Heat Exhaustion & Heat-Induced Stress in the Workplace

Heat Exhaustion & Heat-Induced Stress in the Workplace

Heat Induced Stress is a condition when one's body is unable to adequately cool itself through perspiration.  The chances of experiencing heat-related illness depend on temperature, humidity and the work being performed.

Environmental Factors such as hot working conditions, humidity, and sun exposure will increase the probability for heat illness.

Personal Factors such as age, weight, and acclimation can also affect the severity of heat related illness. 

What You Eat & Drink plays an important role.  Alcohol, caffeine, and some prescription drugs can affect a person’s ability to cope with heat by causing dehydration.

The body cools itself by evaporation; trapping moisture against the body with heavy clothes reduces the rate of evaporation.  Many people working in industries that require flame resistant clothing are at an increased risk of experiencing heat stress due to outdoor exposure and working in buildings without air conditioning.  Also, layering may be necessary for hazard protection but can also reduce breathability which makes buying quality FR extra important.  FR fabrics that moisture wick will help spread and evaporate sweat quickly.

Heat Stress can cause cramps, excessive sweating, and fatigue, all of which increase the likelihood of a workplace accident.  If you are ever experiencing any of these symptoms, it’s best to remove yourself from any hazards to keep yourself and coworkers safe as well as seek assistance to safely recover.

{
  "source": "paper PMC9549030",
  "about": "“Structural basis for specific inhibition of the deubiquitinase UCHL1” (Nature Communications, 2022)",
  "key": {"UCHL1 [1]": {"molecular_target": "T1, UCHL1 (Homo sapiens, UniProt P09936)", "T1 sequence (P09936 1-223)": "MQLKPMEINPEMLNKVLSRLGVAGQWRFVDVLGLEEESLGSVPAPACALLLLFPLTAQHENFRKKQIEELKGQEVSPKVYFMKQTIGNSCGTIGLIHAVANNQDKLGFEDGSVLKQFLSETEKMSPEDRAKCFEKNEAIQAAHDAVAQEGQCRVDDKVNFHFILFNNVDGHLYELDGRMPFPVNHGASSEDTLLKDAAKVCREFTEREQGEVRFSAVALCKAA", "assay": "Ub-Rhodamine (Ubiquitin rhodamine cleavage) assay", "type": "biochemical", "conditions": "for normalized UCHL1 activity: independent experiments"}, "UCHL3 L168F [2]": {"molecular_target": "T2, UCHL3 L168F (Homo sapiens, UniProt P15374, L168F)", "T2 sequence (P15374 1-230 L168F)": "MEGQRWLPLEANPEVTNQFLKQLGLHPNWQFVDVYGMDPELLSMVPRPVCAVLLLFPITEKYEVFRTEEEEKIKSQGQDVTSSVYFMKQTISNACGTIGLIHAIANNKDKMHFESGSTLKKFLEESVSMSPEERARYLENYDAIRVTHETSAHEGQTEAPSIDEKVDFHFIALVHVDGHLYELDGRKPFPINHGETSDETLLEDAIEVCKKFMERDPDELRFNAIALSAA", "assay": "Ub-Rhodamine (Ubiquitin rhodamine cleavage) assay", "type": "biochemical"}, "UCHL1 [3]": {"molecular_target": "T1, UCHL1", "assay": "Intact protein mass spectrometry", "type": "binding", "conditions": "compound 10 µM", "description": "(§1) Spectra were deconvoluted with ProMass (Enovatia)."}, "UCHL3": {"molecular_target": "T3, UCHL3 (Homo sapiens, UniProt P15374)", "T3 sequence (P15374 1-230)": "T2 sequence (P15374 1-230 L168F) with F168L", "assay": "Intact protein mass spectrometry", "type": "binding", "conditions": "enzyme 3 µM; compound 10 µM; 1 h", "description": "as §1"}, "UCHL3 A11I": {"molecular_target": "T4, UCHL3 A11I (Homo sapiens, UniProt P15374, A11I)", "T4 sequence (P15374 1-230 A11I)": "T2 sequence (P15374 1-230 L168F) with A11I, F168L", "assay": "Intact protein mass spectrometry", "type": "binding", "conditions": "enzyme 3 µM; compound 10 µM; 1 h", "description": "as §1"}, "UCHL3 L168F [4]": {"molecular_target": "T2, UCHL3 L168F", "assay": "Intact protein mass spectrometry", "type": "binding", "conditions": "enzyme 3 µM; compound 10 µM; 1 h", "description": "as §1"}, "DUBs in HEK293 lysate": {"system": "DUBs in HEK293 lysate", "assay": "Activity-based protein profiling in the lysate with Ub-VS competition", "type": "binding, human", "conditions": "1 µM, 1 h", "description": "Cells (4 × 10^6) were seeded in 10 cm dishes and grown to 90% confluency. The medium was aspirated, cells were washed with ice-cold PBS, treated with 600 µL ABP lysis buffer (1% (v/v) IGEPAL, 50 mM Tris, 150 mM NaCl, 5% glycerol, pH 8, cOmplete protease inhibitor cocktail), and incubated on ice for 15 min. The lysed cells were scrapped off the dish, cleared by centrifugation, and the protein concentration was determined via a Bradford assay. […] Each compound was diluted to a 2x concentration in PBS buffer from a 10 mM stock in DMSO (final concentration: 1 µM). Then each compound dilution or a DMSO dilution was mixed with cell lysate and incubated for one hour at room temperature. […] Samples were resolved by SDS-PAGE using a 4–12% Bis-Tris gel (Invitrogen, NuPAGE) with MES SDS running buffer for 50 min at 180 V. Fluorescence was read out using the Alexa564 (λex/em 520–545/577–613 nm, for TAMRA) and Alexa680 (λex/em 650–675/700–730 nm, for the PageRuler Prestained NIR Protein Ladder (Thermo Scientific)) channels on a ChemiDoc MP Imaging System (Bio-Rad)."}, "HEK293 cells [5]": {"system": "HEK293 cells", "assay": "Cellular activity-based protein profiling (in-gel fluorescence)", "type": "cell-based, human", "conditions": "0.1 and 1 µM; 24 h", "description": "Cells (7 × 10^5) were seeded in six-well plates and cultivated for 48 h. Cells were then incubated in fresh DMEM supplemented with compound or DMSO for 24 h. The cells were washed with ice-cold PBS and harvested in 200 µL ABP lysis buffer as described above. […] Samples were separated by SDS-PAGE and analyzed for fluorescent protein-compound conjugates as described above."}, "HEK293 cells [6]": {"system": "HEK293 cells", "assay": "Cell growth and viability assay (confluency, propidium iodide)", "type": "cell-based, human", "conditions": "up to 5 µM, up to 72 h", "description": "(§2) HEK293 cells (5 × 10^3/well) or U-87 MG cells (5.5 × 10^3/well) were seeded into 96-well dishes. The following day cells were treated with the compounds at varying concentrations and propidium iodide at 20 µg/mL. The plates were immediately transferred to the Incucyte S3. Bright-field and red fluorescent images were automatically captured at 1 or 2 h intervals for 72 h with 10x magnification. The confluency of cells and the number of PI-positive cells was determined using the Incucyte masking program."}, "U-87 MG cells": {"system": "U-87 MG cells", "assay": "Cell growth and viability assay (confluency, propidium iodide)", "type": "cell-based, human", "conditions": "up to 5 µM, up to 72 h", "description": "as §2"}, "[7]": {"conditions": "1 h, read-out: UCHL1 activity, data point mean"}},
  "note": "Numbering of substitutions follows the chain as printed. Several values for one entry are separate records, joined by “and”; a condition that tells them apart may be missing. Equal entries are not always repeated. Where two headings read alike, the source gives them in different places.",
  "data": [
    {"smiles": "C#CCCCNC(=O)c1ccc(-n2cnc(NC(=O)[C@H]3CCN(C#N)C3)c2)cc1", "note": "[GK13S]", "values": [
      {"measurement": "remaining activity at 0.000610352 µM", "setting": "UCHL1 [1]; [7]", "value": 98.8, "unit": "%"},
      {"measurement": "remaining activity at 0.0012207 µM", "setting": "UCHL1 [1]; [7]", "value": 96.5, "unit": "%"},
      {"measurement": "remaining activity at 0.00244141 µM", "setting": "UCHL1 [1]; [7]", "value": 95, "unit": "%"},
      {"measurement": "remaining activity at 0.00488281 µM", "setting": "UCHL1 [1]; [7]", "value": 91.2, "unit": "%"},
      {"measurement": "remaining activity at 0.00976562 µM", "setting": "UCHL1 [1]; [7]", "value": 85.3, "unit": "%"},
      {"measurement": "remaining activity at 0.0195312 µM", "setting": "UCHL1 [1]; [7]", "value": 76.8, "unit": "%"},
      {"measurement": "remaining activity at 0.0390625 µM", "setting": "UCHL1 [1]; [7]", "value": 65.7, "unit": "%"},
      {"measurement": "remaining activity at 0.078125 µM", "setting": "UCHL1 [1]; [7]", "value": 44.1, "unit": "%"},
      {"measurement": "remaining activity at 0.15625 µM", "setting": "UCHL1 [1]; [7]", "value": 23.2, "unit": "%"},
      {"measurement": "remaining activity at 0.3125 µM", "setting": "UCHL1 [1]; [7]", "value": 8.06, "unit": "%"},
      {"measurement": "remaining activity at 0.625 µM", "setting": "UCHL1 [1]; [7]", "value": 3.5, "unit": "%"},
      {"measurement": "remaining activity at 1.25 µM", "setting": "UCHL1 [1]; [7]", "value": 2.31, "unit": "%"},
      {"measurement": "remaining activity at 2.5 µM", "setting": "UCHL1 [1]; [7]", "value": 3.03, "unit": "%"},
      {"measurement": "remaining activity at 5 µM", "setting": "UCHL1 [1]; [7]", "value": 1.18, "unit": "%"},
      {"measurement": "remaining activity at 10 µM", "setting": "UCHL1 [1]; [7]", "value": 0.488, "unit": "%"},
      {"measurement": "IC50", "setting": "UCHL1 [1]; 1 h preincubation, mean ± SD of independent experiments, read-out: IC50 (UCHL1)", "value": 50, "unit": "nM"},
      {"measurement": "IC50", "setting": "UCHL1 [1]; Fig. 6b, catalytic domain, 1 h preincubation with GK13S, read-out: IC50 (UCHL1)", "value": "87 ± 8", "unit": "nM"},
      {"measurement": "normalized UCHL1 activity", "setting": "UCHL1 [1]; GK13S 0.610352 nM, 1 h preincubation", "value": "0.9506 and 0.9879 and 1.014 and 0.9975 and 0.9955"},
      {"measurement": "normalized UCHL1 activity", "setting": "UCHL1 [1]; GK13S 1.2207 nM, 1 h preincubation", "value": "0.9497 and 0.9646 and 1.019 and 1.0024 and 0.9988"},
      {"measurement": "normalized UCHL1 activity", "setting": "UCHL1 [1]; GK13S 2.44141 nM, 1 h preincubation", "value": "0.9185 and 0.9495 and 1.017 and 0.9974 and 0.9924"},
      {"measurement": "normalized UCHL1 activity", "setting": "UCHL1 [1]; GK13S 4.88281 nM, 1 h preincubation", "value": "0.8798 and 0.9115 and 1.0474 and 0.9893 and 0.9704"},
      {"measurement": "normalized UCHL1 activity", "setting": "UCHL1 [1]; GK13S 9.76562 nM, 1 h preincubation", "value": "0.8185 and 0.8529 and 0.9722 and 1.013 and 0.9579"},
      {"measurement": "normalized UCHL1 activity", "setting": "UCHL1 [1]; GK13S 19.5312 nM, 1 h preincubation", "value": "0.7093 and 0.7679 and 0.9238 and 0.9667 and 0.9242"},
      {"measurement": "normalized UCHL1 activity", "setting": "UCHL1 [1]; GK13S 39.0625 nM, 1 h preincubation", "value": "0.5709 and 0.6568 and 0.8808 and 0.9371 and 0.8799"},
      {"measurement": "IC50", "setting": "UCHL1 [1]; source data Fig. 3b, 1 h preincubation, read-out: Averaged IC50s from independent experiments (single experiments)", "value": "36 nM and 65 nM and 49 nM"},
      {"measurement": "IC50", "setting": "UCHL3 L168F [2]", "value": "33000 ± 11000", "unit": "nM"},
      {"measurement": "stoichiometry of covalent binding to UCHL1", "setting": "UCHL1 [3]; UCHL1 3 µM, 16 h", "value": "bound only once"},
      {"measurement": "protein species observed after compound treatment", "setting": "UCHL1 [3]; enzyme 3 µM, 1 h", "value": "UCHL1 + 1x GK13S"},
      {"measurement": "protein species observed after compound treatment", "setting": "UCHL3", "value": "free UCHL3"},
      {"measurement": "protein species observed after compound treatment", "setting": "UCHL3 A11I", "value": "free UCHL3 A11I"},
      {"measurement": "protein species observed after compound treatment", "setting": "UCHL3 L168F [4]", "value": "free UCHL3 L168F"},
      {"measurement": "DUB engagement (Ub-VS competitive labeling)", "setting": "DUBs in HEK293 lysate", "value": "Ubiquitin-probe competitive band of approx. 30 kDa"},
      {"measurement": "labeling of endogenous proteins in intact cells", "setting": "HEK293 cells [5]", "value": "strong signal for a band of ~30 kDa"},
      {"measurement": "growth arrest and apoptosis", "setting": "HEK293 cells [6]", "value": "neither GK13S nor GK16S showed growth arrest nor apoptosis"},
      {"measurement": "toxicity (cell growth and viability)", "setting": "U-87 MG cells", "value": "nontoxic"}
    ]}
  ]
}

Heat Exhaustion is when the body is overactive in trying to control temperature, typically resulting in a loss of fluids and minerals. The cardiovascular system struggles to maintain adequate circulation because of a decrease in the volume of blood and loss of water and electrolytes.  Symptoms of heat exhaustion include headache, profuse sweating, dizziness, fatigue, nausea, and cool/clammy skin.

Heat Stroke can be life threatening.  This is when the body’s ability to regulate temperature fails and the body temperature rises to over 104 degrees Fahrenheit. The symptoms of heat stroke are irrational behavior, passing out, dehydration, weakness, high heart rate, low blood pressure, hyperventilation, vomiting, diarrhea. If you or your co-worker are experiencing these symptoms follow these steps:

  1. Get out of the heat
  2. Call 911
  3. Remove clothing and lie down
  4. Apply cool water or cool wet cloth (not ice)
  5. Get air moving

Additional Risk Factors

  • Hydration/electrolyte imbalance
  • Don’t trust “thirst”, it’s not a good indicator of your hydration level.
  • The US Military reported that only about 17% of soldiers suffering heat related illness were dehydrated.
  • Dark urine means you’re dehydrated.


  • Stay hydrated
  • Avoid alcohol, caffeine drinks
  • Light colored, light weight clothing that moisture wicks
  • Keep the sun off you, take breaks from direct sun exposure
  • Muscle contractions generate heat. If you start experiencing symptoms stop working.